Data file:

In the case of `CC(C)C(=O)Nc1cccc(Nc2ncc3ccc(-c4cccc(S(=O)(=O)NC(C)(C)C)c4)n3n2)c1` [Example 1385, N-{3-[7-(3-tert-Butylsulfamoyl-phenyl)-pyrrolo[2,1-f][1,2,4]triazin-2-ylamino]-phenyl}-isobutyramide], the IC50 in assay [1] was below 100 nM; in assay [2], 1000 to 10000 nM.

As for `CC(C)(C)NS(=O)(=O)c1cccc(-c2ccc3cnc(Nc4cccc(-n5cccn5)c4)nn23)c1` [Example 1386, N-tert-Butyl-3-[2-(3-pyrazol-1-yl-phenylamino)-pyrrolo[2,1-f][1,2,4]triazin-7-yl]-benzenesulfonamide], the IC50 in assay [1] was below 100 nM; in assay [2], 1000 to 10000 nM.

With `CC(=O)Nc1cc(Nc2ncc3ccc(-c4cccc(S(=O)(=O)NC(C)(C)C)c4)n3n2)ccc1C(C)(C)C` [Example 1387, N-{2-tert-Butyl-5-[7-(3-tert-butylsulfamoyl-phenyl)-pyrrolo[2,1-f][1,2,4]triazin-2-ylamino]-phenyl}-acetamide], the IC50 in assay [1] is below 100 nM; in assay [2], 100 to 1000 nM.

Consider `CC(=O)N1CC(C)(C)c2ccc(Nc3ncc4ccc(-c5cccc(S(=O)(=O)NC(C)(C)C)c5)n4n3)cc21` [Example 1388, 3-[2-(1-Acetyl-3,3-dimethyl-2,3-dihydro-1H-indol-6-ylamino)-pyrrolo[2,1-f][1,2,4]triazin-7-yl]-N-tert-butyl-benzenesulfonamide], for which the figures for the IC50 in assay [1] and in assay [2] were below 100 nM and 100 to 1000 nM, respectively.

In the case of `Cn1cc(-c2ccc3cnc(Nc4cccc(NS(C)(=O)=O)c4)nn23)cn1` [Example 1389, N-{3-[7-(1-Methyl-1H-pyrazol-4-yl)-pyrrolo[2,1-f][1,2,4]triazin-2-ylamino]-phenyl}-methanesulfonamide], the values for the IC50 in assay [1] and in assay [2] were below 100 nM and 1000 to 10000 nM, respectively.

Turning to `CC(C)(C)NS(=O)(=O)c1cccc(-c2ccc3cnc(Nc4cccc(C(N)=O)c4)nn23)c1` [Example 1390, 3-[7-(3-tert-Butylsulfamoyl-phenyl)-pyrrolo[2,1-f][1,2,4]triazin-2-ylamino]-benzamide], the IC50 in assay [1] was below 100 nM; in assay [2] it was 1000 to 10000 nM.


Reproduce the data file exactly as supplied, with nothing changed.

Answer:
In the case of `CC(C)C(=O)Nc1cccc(Nc2ncc3ccc(-c4cccc(S(=O)(=O)NC(C)(C)C)c4)n3n2)c1` [Example 1385, N-{3-[7-(3-tert-Butylsulfamoyl-phenyl)-pyrrolo[2,1-f][1,2,4]triazin-2-ylamino]-phenyl}-isobutyramide], the IC50 in assay [1] was below 100 nM; in assay [2], 1000 to 10000 nM.

As for `CC(C)(C)NS(=O)(=O)c1cccc(-c2ccc3cnc(Nc4cccc(-n5cccn5)c4)nn23)c1` [Example 1386, N-tert-Butyl-3-[2-(3-pyrazol-1-yl-phenylamino)-pyrrolo[2,1-f][1,2,4]triazin-7-yl]-benzenesulfonamide], the IC50 in assay [1] was below 100 nM; in assay [2], 1000 to 10000 nM.

With `CC(=O)Nc1cc(Nc2ncc3ccc(-c4cccc(S(=O)(=O)NC(C)(C)C)c4)n3n2)ccc1C(C)(C)C` [Example 1387, N-{2-tert-Butyl-5-[7-(3-tert-butylsulfamoyl-phenyl)-pyrrolo[2,1-f][1,2,4]triazin-2-ylamino]-phenyl}-acetamide], the IC50 in assay [1] is below 100 nM; in assay [2], 100 to 1000 nM.

Consider `CC(=O)N1CC(C)(C)c2ccc(Nc3ncc4ccc(-c5cccc(S(=O)(=O)NC(C)(C)C)c5)n4n3)cc21` [Example 1388, 3-[2-(1-Acetyl-3,3-dimethyl-2,3-dihydro-1H-indol-6-ylamino)-pyrrolo[2,1-f][1,2,4]triazin-7-yl]-N-tert-butyl-benzenesulfonamide], for which the figures for the IC50 in assay [1] and in assay [2] were below 100 nM and 100 to 1000 nM, respectively.

In the case of `Cn1cc(-c2ccc3cnc(Nc4cccc(NS(C)(=O)=O)c4)nn23)cn1` [Example 1389, N-{3-[7-(1-Methyl-1H-pyrazol-4-yl)-pyrrolo[2,1-f][1,2,4]triazin-2-ylamino]-phenyl}-methanesulfonamide], the values for the IC50 in assay [1] and in assay [2] were below 100 nM and 1000 to 10000 nM, respectively.

Turning to `CC(C)(C)NS(=O)(=O)c1cccc(-c2ccc3cnc(Nc4cccc(C(N)=O)c4)nn23)c1` [Example 1390, 3-[7-(3-tert-Butylsulfamoyl-phenyl)-pyrrolo[2,1-f][1,2,4]triazin-2-ylamino]-benzamide], the IC50 in assay [1] was below 100 nM; in assay [2] it was 1000 to 10000 nM.